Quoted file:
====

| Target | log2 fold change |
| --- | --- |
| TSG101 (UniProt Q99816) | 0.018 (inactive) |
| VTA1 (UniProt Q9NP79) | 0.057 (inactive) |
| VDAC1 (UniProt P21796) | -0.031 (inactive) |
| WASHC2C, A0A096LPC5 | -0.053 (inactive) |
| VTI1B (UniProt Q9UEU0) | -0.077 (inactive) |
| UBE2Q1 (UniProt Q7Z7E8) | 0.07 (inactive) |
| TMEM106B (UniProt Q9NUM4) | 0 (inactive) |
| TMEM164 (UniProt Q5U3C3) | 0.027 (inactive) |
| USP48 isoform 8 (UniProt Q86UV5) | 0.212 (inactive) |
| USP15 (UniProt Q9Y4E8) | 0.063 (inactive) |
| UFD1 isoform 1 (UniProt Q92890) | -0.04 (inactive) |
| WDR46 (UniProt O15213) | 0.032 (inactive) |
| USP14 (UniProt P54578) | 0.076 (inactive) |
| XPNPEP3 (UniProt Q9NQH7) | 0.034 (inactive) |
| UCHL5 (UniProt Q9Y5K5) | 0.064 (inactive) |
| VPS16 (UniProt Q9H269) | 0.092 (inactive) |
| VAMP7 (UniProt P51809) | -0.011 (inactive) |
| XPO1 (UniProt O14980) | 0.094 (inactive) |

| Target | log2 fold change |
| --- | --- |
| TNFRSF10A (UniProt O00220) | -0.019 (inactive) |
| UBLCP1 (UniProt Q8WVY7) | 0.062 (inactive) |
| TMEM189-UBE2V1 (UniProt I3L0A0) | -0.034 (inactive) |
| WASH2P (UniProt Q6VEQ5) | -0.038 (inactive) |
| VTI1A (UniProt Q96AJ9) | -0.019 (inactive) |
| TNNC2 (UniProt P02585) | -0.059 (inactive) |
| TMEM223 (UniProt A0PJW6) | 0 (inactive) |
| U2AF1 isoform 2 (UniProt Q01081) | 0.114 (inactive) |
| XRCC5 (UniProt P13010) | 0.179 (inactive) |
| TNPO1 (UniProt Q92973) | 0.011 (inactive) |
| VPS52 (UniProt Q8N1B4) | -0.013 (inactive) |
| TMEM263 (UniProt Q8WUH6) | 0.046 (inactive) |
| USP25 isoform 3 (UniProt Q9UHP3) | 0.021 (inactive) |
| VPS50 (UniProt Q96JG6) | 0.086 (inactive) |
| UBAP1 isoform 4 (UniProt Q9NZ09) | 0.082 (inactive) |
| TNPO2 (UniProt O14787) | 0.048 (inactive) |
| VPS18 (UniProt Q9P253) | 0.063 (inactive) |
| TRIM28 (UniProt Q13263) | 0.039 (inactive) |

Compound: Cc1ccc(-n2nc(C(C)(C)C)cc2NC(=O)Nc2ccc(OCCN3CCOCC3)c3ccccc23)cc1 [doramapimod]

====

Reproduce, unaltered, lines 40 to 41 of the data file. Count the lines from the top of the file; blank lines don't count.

| TRIM28 (UniProt Q13263) | 0.039 (inactive) |

Compound: Cc1ccc(-n2nc(C(C)(C)C)cc2NC(=O)Nc2ccc(OCCN3CCOCC3)c3ccccc23)cc1 [doramapimod]